President Trump On Using Military Action Against Iran: ‘There’s Always A Chance’

During an interview, Trump said he'd rather negotiate with Iran, but that military intervention wasn't off the table.

President Trump signs the National Defense Authorization Act.
Mark Wilson / Getty Images

During an interview, Trump said he'd rather negotiate with Iran, but that military intervention wasn't off the table.

Amid rising tension in the Middle East and escalations between the United States and Iran over past weeks, President Donald Trump said during an interview on British television that there was still a “chance” of military intervention in Iran.

According to The Hill, the question came from Piers Morgan, co-host of Good Morning Britain, who asked the president in an interview shown Wednesday morning about the “situation” in Iran and if Trump was still considering military action.

Before answering Morgan’s question, Trump went through a brief history of Iran’s actions since he took office, which included highlighting the country’s involvement with sponsoring terrorism. He then railed the Obama administration for the “terrible” Iran nuclear deal they set in place that “didn’t do the trick.”

Trump said that because he terminated the Iran nuclear deal, the country has become “much different” today.

Morgan pressed the president on the question for a second time, asking if he thinks the U.S. will “need to take military action.”

“There is always a chance. Do I want to? No, I’d rather not. But there’s always a chance,” Trump answered, further informing Morgan that he’d “much rather talk” with Iranian leadership to solve any issues, as opposed to involving the U.S. military.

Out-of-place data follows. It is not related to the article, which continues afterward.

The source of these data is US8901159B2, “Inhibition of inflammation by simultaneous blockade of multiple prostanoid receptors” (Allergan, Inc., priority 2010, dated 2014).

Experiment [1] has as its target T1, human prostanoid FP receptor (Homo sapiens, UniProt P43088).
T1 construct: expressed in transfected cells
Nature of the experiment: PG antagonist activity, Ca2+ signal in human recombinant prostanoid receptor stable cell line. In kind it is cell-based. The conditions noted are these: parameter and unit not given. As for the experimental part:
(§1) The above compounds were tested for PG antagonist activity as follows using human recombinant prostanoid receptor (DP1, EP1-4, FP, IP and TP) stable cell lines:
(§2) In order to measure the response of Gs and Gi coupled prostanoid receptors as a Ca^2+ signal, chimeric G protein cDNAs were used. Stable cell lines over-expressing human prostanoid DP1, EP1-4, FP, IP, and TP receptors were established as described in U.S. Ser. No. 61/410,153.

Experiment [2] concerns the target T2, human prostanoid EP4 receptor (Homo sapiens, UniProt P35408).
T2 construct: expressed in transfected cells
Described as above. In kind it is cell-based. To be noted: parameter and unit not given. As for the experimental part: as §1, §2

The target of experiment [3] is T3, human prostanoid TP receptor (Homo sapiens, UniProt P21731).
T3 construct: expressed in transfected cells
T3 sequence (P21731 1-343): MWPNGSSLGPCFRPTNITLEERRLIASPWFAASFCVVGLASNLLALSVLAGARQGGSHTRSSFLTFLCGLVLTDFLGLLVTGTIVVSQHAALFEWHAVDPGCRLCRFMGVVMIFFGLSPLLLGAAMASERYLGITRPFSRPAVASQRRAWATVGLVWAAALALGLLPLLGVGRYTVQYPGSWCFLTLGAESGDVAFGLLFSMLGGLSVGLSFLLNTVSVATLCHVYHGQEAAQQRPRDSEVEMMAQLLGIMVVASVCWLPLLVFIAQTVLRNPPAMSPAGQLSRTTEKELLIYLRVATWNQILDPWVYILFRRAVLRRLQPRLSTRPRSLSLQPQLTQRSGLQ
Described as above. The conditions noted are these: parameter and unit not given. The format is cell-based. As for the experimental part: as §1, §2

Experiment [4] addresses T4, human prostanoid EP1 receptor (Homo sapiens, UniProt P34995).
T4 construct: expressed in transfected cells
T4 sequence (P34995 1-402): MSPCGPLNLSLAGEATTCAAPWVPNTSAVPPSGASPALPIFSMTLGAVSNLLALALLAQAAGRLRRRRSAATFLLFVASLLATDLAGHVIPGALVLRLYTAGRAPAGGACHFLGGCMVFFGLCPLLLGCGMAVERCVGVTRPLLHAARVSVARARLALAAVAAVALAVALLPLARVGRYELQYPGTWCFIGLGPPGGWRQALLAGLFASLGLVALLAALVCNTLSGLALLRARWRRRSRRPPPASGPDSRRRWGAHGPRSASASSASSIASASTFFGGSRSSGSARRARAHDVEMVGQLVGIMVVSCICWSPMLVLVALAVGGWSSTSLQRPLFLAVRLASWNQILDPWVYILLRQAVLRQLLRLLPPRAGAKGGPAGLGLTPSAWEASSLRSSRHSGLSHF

Trump also explained to Morgan that having the power to unleash the United States nuclear arsenal, if need be, is a “terrible responsibility” but one that he’s “ready to handle.”

The rekindled fire between the two countries comes roughly a year after the Trump administration ditched the nuclear deal set in place by the Obama administration. Sanctions imposed last year by the U.S. — and even stricter ones last month that ordered all countries to stop imports of Iranian oil — stoked the flames in recent weeks.

Also in May, the commander-in-chief ordered a carrier strike group and a bomber task force to the region in order to deter Iran from additional “troubling and escalatory indications and warnings,” that, according to The Hill, haven’t yet been identified.

On May 19, Trump tweeted an especially dire threat against Iran that caught the immediate attention of the world.

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Iranian Foreign Minister Mohammad Javad Zarif responded to Trump’s tweet threat, saying “genocidal taunts won’t ‘end Iran.'”

At the time, the Trump administration had announced plans to deploy some 120,000 U.S. troops to the area, but later ordered only 1,500 for deployment. These troops were sent to serve in a “mostly protective” capacity.

The president insisted that regime change was not something he wanted to pursue.

According to CNBC, Iran’s President Hassan Rouhani said on Saturday that the country would be willing to talk with U.S. leaders but wouldn’t be pressured into doing so.